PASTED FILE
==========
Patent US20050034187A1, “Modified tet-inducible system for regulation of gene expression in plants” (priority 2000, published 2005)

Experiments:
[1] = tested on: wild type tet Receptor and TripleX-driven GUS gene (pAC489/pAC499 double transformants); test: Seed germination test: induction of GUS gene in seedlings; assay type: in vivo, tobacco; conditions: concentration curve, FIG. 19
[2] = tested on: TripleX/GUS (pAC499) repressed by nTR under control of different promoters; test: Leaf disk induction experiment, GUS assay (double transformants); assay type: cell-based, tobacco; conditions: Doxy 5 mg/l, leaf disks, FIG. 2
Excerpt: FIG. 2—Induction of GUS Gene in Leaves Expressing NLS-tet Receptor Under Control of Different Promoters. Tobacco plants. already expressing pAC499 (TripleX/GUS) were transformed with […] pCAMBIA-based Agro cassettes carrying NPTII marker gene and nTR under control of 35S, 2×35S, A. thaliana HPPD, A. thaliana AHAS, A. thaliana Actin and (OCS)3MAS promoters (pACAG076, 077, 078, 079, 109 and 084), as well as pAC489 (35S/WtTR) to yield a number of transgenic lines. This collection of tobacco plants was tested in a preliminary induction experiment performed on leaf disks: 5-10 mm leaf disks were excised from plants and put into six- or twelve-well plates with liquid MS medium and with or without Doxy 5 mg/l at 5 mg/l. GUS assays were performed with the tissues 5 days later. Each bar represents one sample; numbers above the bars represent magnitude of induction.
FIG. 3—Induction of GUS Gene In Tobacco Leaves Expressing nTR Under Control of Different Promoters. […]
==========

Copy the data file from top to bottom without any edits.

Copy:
Patent US20050034187A1, “Modified tet-inducible system for regulation of gene expression in plants” (priority 2000, published 2005)

Experiments:
[1] = tested on: wild type tet Receptor and TripleX-driven GUS gene (pAC489/pAC499 double transformants); test: Seed germination test: induction of GUS gene in seedlings; assay type: in vivo, tobacco; conditions: concentration curve, FIG. 19
[2] = tested on: TripleX/GUS (pAC499) repressed by nTR under control of different promoters; test: Leaf disk induction experiment, GUS assay (double transformants); assay type: cell-based, tobacco; conditions: Doxy 5 mg/l, leaf disks, FIG. 2
Excerpt: FIG. 2—Induction of GUS Gene in Leaves Expressing NLS-tet Receptor Under Control of Different Promoters. Tobacco plants. already expressing pAC499 (TripleX/GUS) were transformed with […] pCAMBIA-based Agro cassettes carrying NPTII marker gene and nTR under control of 35S, 2×35S, A. thaliana HPPD, A. thaliana AHAS, A. thaliana Actin and (OCS)3MAS promoters (pACAG076, 077, 078, 079, 109 and 084), as well as pAC489 (35S/WtTR) to yield a number of transgenic lines. This collection of tobacco plants was tested in a preliminary induction experiment performed on leaf disks: 5-10 mm leaf disks were excised from plants and put into six- or twelve-well plates with liquid MS medium and with or without Doxy 5 mg/l at 5 mg/l. GUS assays were performed with the tissues 5 days later. Each bar represents one sample; numbers above the bars represent magnitude of induction.
FIG. 3—Induction of GUS Gene In Tobacco Leaves Expressing nTR Under Control of Different Promoters. […]